Bulgarian 'Vampire' Makes National Geographic 2012 Top 10

Archaeology | December 12, 2012, Wednesday // 11:14|  views

Bulgarian archeologists claim to have found a vampire skeleton in the Black Sea town of Sozopol over the iron stick piercing the chest. Photo by BGNES

The "vampire" skeleton, unearthed during archaeology excavations in the Bulgarian Black Sea town of Sozopol, is included in the National Geographic ranking of the 10 most popular news pictures for 2012.

The news was reported by Darik radio, informing the skeleton has been ranked 10, which according to the editors, shows that the fear of vampires is much older than Bram Stoker's Dracula.

There is no other picture among the top 10 dedicated to archeology, making the Sozopol skeleton the most popular archaeology discovery among the readers of the magazine.

The National Geographic TV channel already aired a film about the "vampire," featuring the historical town of Sozopol for the second time, after a documentary about the relics of St John the Baptist, also discovered there.

Picture number one shows a miniature chameleon, a new specie discovered in Madagascar, which is one of the tiniest reptiles in the world.

The skeleton was the one of a man with an iron stick in his chest. He was buried over 700 years ago and was stabbed multiple times in the chest and the stomach, as his contemporaries feared that he would rise from the dead as a vampire.

The viewers will learn about the discovery and what historians, archaeologists, and anthropologists say about this practice on Bulgarian lands, and the connection between the "vampires" and count Dracula.

After the discovery, media in the US, Europe and Asia all broke the news in the press and in online editions.

The story found its place in two articles of the most-read tabloid in the world – The Daily Mail, in the Washington Post, BBC, and a number of Russian media.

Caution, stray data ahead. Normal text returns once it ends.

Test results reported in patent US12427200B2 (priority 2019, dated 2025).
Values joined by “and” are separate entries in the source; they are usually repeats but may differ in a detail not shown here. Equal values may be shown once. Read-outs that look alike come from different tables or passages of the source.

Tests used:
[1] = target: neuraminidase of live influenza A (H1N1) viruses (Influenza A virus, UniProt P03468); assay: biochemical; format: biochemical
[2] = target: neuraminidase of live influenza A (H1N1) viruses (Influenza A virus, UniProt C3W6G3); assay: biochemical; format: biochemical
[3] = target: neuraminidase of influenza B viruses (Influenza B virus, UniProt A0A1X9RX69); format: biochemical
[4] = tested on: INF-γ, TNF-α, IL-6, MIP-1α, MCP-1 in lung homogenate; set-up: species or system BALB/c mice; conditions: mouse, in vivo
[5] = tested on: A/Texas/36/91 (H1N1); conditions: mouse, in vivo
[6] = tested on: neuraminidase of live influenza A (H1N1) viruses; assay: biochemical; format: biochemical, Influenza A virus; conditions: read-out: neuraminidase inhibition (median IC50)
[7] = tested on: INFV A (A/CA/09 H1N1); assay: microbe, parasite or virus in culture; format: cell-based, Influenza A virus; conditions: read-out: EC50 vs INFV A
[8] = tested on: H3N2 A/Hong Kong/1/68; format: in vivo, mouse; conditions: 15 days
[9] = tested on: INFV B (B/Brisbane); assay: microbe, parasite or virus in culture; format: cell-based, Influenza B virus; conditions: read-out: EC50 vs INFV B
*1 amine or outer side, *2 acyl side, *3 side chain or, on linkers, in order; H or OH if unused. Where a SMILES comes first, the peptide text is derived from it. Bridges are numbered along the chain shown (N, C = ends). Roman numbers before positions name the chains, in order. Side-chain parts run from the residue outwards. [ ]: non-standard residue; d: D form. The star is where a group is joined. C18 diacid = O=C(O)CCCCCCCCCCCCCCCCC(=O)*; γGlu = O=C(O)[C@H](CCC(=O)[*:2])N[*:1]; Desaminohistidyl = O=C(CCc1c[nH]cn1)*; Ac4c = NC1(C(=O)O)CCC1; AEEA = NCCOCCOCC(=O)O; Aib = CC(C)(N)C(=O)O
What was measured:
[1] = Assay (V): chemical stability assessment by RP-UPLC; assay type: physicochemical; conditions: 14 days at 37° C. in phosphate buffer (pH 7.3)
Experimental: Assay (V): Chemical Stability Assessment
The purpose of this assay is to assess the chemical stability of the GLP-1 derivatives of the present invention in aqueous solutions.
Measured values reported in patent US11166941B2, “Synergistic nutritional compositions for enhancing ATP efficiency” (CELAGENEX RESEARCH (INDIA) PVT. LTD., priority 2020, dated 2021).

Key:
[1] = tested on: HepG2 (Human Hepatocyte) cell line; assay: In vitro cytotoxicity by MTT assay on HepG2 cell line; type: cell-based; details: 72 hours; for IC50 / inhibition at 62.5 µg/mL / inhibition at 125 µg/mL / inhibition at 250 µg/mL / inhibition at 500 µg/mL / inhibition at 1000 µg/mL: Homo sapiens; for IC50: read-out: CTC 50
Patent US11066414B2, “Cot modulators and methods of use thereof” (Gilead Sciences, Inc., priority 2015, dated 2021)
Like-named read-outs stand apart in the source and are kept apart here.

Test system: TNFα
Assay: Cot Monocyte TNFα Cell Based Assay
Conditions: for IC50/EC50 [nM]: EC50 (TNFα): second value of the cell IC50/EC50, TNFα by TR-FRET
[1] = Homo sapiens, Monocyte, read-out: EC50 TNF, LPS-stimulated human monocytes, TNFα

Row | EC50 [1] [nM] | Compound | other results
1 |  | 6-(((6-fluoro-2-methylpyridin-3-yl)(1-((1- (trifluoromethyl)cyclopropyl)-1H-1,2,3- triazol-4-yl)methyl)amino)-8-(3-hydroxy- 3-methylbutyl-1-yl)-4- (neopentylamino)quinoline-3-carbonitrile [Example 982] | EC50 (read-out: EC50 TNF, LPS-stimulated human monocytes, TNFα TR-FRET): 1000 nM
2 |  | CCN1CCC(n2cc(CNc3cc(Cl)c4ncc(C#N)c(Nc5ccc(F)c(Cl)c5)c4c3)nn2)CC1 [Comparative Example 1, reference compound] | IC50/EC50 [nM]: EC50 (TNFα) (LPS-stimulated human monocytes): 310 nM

Meanwhile, Bulgarian tour operators reported that the interest has been huge and Germans and Brits have inquired about "vampire vacations" in Sozopol.

National History Museum Director Bozhidar Dimitrov explained the vampire's name was Krivich (The Crooked) and he was a legendary pirate, manager of the Sozopol fortress or one of his heirs.

The Crooked, as his contemporaries called him, has been a crippled, but extremely intelligent man. He outshined everyone with his knowledge about the sea, the stars and herbs. Byzantine chronicles describe how he plundered a Venetian ship. It is possible that he was declared a master of the witchcraft because of these talents, which explains the metal stake through his heart.

Experts also believe that the man may have been an intellectual and perhaps a medic, as such individuals often raised suspicions in the Middle Ages. The grave was discovered near the apse of a church, which suggests that he was an aristocrat.

According to archaeologists, this is the first time a "vampire" burial has been discovered in Sozopol.

Over 100 buried people whose corpses were stabbed to prevent them from becoming vampires have been discovered across Bulgaria over the years, according to Dimitrov. More details on Dimitrov's account READ HERE.

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Tags: National Geographic, vampires, Bozhidar Dimitrov, Sozopol, archaeologists, skeleton, vampire, archaeology, archaeologist


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